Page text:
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Making a new Router Table Cabinet


I mill cove and bead strips on my router table. The old stand for my router table was getting annoying (it was rickety and wasn't rolling well due to being bent out of shape), so I decided to replace it. To save time I looked at a steel cabinet from Rockler but it was just too pricey. The table top I have is still good and I already had the steel "Dust Bucket" that I got from Rockler. I'm also still learning to use my ShopBot Buddy, and thought I could make this a good learning project. So, I decided to make my own.

I started by making some measurements in my shop of my existing router table and my other work tables. I wanted the table top at the same height as my other worktables so it and they could be used as infeed/outfeed surfaces as needed.

CAD Work

I have been using VectorWorks for CAD since I started with its progentitor MiniCad in about 1989. It is a powerful 3D design/modeling application that allowed me to design all the necessary parts and joints. I used a basic box joint combined with mortice and tenon joints that can be cut with CNC machinces. This requires a little "Dog bone" detail in the corners of the mortices to compensate for the radius corners created by the router bit. I created these by placing a small square slightly larger than the router bit at each corner and rotated to 45° allowing space for the bit to scoot in a cut right to the corner.

To save time by not switching out bits I made a zigzag groove to hold the drawer bottoms. The bottoms are 1/8" thick plywood. I used a 1/4" wide groove that steps up and down leaving a 1/8" wide space between the top and bottom edges.

Drawer Bottom Groove

I incorporate my paddle profile as a handle shape for the doors and the body plan of a kayak as hole in the drawers for opening them.

A really convenient resource is McMaster-Carr which has CAD files for many of the parts they sell. I got full 3D IGES models of the casters and the drawer slides that I imported into my model. This helped out on dimensioning and just made a better looking model. I didn't end up ordering the parts from McMaster, but I've bought enough stuff from them to pay for the service.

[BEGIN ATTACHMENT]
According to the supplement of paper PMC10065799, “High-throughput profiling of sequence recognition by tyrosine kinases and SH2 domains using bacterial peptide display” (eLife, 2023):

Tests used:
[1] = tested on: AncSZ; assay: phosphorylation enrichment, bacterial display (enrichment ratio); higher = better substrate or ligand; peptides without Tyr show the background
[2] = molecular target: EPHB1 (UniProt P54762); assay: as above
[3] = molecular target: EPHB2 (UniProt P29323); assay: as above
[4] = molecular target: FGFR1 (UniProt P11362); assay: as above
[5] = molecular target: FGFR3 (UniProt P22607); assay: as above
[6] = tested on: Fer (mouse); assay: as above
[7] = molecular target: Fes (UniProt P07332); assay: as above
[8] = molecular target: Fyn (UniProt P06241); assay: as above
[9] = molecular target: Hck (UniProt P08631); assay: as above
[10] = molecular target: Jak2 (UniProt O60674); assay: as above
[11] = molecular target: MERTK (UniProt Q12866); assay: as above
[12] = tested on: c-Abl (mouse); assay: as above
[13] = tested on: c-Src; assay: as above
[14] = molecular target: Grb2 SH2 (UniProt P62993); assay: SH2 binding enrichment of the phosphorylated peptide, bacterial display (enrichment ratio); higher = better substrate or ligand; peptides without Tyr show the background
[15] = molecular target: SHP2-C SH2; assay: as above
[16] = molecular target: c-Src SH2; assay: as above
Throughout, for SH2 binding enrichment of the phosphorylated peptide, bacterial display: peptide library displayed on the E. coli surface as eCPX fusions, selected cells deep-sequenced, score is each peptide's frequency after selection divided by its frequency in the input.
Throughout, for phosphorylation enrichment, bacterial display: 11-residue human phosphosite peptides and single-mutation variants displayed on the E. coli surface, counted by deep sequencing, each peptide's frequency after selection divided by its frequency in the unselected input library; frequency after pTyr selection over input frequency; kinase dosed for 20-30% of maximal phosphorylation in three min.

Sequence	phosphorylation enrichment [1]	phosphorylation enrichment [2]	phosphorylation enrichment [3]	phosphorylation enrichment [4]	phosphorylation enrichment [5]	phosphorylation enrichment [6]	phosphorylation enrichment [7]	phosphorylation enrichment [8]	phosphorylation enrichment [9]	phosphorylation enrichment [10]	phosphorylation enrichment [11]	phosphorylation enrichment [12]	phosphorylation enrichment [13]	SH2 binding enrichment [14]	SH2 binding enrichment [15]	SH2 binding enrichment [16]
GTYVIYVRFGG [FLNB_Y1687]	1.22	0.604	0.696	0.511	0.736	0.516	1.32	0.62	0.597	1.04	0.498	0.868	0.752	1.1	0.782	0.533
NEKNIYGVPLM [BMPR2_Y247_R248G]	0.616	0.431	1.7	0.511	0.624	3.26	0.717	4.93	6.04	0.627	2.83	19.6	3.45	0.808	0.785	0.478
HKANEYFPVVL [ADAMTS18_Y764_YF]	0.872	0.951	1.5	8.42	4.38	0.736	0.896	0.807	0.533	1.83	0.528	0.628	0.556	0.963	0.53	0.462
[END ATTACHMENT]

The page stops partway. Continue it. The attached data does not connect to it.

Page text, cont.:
Once the 3D model was complete I converted each flat part to a 2D pattern by generating a hidden line rendering and composing that into a closed polygon. These parts were gathered and arranged as efficiently as I could on plywood. The ShopBot Buddy has a 24" x 48" work surface so I lay the parts out to fit on a quarter sheet of plywood. This layout is then exported as a DWG file format for importation into VCarve Pro. I used this to develop the tool paths for my CNC machine. I zero to the bottom of the material cutting so any variations in material thickness don't cause cuts into the spoil board.

A link to a ZIP file containing the DWG files of the cabinet are available at the bottom of this page.

Construction

The material I chose is 1/2" "Sande" plywood from HomeDepot. This is not very high quality stuff, but the price is good. HomeDepot has sheets of plywood that are pre-cut to 24" x 48" but it is cheaper to get a full 4'x8' sheet and have them cut it into quarters on their panel saw. They don't charge for the service.

It took less time to cut the parts than I spent designing the cabinet. I still have recurring issues where the file just stops cutting and I need to reset. I'm still trying to figure these out.

After cutting I gave all the parts a quick sanding with 220 grit and then coated everything with a little shellac. This is kind a minimal finish, but it provides some protection and dries really fast.

All the parts are assembled with yellow carpenters glue and clamped with some brads. In the video I am installing some 6" locking casters from HomeDepot, but ended up finding 4" full locking casters from Amazon at a very good price. I want 4 wheel steering so the cabinet is easy to move around the shop, but they need to lock so the table doesn't move when I'm working.

With the cabinet complete I installed the old router table top on the cabinet along with the dust bucket, ran the dust collection pipe out the back. I will secure this pipe to the little support bracket as soon as I can.

The old metal stand went out by the side of the road and was picked up by someone in less than an hour.

Note: The links to products are not due to sponsorship, I have no affiliation with them accept Amazon, I included them for information and good old SEO purposes. The Amazon links are through Amazon Associates and I will get a kickback if you buy something.

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Router Table Layout-dwg.zip115.67 KB